Taoiseach Enda Kenny has said he expects there to be no decision on Ireland's bank debt this month.

Mr Kenny said the Greek and French elections, the assessment of Spanish banks and the ratification of the fiscal treaty by a number of countries will be the focus for June.

His comments follow reports that Germany has ruled out any immediate deal on Ireland's bank debt because it would send out the wrong signal.

There is speculation that funding could be made available to support Spanish banks directly, without imposing a sovereign debt on the country.

Speaking on his way into Government Buildings, Mr Kenny said there were other "serious" issues that needed to be addressed.

Until they are complete, he said there will be no decision on the Irish situation.

Tánaiste Eamon Gilmore has said the Government will continue its efforts to secure a better deal on bank debt until it gets a satisfactory outcome for Irish taxpayers.

He said the decision made by voters in relation to the fiscal treaty had strengthened the hand of the Government and given it added authority in dealing with European institutions and other European governments.

Responding to reports that Germany was ruling out any new deal on debt, Mr Gilmore said the Government is determined to negotiate a deal to the benefit of taxpayers.

Meanwhile a Government spokesperson has said Ireland will be "very attentive" to any change in European rules about the treatment of bank debt which might be of benefit to this country.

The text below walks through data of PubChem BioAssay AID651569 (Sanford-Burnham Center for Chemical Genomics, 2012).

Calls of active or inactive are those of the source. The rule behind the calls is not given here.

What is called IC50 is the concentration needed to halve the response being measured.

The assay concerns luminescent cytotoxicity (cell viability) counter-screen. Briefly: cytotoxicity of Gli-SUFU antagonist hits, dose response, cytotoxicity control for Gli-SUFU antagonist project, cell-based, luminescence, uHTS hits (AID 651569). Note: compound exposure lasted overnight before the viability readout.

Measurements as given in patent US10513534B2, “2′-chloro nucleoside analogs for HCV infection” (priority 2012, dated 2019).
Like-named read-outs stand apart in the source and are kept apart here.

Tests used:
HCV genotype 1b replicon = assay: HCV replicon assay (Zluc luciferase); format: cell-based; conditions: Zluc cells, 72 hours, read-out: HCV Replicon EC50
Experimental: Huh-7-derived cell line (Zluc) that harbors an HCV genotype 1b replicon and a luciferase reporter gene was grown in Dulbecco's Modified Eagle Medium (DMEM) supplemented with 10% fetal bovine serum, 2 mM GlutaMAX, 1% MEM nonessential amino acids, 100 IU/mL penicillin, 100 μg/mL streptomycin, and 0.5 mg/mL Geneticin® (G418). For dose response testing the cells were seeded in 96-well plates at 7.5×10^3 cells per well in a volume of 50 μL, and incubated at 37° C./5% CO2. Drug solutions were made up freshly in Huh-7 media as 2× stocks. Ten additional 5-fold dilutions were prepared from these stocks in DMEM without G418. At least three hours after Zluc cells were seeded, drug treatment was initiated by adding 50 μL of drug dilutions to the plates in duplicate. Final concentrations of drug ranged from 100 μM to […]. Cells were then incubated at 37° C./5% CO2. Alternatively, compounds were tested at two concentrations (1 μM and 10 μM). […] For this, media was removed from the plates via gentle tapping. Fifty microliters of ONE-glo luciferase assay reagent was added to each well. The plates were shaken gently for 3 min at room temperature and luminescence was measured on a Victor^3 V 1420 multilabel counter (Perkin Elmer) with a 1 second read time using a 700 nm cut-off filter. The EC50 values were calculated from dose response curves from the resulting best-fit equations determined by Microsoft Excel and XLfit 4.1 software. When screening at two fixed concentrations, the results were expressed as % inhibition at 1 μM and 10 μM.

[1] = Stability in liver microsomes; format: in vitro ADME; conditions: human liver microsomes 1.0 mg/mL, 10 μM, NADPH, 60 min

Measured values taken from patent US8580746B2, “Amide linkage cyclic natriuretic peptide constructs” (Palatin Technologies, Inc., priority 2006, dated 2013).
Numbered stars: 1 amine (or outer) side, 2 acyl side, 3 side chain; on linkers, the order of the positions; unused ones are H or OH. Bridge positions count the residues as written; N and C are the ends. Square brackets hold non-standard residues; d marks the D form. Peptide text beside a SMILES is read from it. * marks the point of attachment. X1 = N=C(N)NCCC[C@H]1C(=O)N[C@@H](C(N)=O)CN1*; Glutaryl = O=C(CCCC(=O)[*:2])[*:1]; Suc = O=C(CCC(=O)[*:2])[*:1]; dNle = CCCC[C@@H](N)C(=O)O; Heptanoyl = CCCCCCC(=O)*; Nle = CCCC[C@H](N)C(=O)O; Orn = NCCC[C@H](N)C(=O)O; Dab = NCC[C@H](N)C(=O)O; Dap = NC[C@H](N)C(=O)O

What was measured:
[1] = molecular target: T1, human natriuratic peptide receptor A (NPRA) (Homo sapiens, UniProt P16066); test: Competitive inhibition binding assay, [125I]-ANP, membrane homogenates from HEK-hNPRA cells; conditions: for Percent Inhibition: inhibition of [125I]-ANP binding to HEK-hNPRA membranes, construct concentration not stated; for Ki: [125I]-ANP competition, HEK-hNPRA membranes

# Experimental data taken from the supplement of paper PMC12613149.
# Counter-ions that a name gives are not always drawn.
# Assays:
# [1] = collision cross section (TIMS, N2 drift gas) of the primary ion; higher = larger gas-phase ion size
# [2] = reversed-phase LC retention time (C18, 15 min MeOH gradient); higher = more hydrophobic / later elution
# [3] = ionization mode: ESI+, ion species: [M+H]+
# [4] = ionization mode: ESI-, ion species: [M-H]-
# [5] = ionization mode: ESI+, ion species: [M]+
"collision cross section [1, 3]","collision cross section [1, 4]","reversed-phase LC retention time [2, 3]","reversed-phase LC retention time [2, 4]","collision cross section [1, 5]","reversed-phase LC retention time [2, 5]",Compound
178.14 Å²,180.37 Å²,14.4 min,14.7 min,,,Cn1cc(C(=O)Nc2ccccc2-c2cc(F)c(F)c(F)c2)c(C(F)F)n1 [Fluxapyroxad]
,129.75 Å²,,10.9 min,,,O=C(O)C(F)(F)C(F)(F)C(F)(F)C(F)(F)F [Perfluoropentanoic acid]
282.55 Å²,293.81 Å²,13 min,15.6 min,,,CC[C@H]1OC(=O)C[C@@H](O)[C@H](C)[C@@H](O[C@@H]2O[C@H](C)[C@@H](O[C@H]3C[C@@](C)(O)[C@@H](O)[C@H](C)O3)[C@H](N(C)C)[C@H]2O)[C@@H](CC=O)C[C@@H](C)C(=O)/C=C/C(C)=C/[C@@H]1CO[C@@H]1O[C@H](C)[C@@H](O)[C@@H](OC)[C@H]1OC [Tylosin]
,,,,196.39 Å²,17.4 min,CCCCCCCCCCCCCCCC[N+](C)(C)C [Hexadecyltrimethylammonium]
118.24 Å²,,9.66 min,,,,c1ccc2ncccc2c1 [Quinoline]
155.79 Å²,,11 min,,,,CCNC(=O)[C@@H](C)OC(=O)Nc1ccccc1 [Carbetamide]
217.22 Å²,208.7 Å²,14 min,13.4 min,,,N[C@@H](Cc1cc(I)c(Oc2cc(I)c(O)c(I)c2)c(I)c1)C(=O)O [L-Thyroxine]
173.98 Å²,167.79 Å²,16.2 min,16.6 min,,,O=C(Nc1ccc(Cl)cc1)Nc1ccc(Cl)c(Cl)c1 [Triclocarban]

He said that if something was applied to other countries which in the interest of natural justice and fairness should be applied to Ireland, they "would certainly point that out".

The spokesperson said the issue of bank debt was not discussed at this morning's Cabinet meeting, but there was no need to do so as the Government's aim in the negotiations had not changed.

What had changed, he said, was that the Irish people had voted in favour of the Fiscal Treaty by a margin of 20 points, and the Taoiseach had pointed out to other European leaders that we were the only country to hold a referendum on the issue.

He said the issue of bank debt had been raised early in the Taoiseach's conversation with German Chancellor Angela Merkel on Friday. He said the issue was raised in general terms.

Asked about comments by German officials quoted in this morning's papers, the spokesperson said decisions on these issues were made by heads of Government, not by spokesmen.

Elsewhere the Minister for Transport Leo Varadkar said that Ireland needs "a little more European solidarity" in dealing with Irish bank debt.

Speaking on RTÉ's Drivetime, Minister Varadkar said that that while the Fiscal Treaty was not about the bank debt, the Tes vote in last week's referendum strengthened Ireland's position diplomatically in Europe.